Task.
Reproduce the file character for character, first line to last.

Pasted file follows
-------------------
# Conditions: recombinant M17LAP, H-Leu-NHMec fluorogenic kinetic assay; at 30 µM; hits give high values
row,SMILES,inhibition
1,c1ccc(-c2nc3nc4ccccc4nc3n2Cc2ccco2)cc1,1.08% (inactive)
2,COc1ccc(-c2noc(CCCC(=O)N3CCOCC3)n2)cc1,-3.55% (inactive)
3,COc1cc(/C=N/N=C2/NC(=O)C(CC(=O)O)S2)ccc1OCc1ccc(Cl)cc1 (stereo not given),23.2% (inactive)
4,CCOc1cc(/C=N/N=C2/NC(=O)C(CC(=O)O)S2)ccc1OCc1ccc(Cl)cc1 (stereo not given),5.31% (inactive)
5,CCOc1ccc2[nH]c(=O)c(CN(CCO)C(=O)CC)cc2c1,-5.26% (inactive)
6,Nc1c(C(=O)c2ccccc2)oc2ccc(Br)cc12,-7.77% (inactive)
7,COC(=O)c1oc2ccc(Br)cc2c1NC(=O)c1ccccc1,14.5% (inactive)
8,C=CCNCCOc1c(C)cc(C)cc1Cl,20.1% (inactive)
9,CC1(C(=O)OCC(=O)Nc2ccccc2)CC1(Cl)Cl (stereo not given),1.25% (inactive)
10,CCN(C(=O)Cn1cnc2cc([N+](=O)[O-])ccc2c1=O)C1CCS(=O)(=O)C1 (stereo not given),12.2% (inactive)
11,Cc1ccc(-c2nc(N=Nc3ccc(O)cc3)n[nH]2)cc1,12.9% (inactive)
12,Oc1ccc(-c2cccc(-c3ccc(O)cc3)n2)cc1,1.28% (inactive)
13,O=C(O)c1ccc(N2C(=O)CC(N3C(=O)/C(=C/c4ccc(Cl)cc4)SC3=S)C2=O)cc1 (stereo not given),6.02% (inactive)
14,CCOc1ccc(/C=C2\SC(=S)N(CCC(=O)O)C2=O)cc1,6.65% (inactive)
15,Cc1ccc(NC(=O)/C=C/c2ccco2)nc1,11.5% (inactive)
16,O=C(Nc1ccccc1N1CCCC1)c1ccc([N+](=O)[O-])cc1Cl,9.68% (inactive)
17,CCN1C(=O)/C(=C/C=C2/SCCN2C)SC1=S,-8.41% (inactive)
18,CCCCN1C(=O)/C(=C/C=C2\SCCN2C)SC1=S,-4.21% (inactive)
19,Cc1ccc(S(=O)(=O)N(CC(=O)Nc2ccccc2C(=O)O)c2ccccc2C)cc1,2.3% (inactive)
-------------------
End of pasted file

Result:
# Conditions: recombinant M17LAP, H-Leu-NHMec fluorogenic kinetic assay; at 30 µM; hits give high values
row,SMILES,inhibition
1,c1ccc(-c2nc3nc4ccccc4nc3n2Cc2ccco2)cc1,1.08% (inactive)
2,COc1ccc(-c2noc(CCCC(=O)N3CCOCC3)n2)cc1,-3.55% (inactive)
3,COc1cc(/C=N/N=C2/NC(=O)C(CC(=O)O)S2)ccc1OCc1ccc(Cl)cc1 (stereo not given),23.2% (inactive)
4,CCOc1cc(/C=N/N=C2/NC(=O)C(CC(=O)O)S2)ccc1OCc1ccc(Cl)cc1 (stereo not given),5.31% (inactive)
5,CCOc1ccc2[nH]c(=O)c(CN(CCO)C(=O)CC)cc2c1,-5.26% (inactive)
6,Nc1c(C(=O)c2ccccc2)oc2ccc(Br)cc12,-7.77% (inactive)
7,COC(=O)c1oc2ccc(Br)cc2c1NC(=O)c1ccccc1,14.5% (inactive)
8,C=CCNCCOc1c(C)cc(C)cc1Cl,20.1% (inactive)
9,CC1(C(=O)OCC(=O)Nc2ccccc2)CC1(Cl)Cl (stereo not given),1.25% (inactive)
10,CCN(C(=O)Cn1cnc2cc([N+](=O)[O-])ccc2c1=O)C1CCS(=O)(=O)C1 (stereo not given),12.2% (inactive)
11,Cc1ccc(-c2nc(N=Nc3ccc(O)cc3)n[nH]2)cc1,12.9% (inactive)
12,Oc1ccc(-c2cccc(-c3ccc(O)cc3)n2)cc1,1.28% (inactive)
13,O=C(O)c1ccc(N2C(=O)CC(N3C(=O)/C(=C/c4ccc(Cl)cc4)SC3=S)C2=O)cc1 (stereo not given),6.02% (inactive)
14,CCOc1ccc(/C=C2\SC(=S)N(CCC(=O)O)C2=O)cc1,6.65% (inactive)
15,Cc1ccc(NC(=O)/C=C/c2ccco2)nc1,11.5% (inactive)
16,O=C(Nc1ccccc1N1CCCC1)c1ccc([N+](=O)[O-])cc1Cl,9.68% (inactive)
17,CCN1C(=O)/C(=C/C=C2/SCCN2C)SC1=S,-8.41% (inactive)
18,CCCCN1C(=O)/C(=C/C=C2\SCCN2C)SC1=S,-4.21% (inactive)
19,Cc1ccc(S(=O)(=O)N(CC(=O)Nc2ccccc2C(=O)O)c2ccccc2C)cc1,2.3% (inactive)